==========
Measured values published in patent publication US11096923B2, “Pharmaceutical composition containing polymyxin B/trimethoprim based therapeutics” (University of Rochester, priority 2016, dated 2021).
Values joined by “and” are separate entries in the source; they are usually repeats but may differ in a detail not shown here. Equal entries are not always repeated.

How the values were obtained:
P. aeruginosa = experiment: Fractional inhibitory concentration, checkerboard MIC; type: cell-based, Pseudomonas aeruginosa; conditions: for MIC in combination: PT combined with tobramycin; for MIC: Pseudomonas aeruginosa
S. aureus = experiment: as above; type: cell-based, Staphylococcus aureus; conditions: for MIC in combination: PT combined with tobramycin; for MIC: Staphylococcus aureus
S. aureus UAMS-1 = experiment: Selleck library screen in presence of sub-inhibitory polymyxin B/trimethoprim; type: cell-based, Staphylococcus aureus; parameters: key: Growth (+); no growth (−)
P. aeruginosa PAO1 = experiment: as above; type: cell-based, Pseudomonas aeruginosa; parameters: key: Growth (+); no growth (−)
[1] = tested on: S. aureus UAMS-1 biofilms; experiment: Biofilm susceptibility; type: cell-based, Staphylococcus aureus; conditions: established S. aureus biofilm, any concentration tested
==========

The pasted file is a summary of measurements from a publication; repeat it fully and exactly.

Measured values published in patent publication US11096923B2, “Pharmaceutical composition containing polymyxin B/trimethoprim based therapeutics” (University of Rochester, priority 2016, dated 2021).
Values joined by “and” are separate entries in the source; they are usually repeats but may differ in a detail not shown here. Equal entries are not always repeated.

How the values were obtained:
P. aeruginosa = experiment: Fractional inhibitory concentration, checkerboard MIC; type: cell-based, Pseudomonas aeruginosa; conditions: for MIC in combination: PT combined with tobramycin; for MIC: Pseudomonas aeruginosa
S. aureus = experiment: as above; type: cell-based, Staphylococcus aureus; conditions: for MIC in combination: PT combined with tobramycin; for MIC: Staphylococcus aureus
S. aureus UAMS-1 = experiment: Selleck library screen in presence of sub-inhibitory polymyxin B/trimethoprim; type: cell-based, Staphylococcus aureus; parameters: key: Growth (+); no growth (−)
P. aeruginosa PAO1 = experiment: as above; type: cell-based, Pseudomonas aeruginosa; parameters: key: Growth (+); no growth (−)
[1] = tested on: S. aureus UAMS-1 biofilms; experiment: Biofilm susceptibility; type: cell-based, Staphylococcus aureus; conditions: established S. aureus biofilm, any concentration tested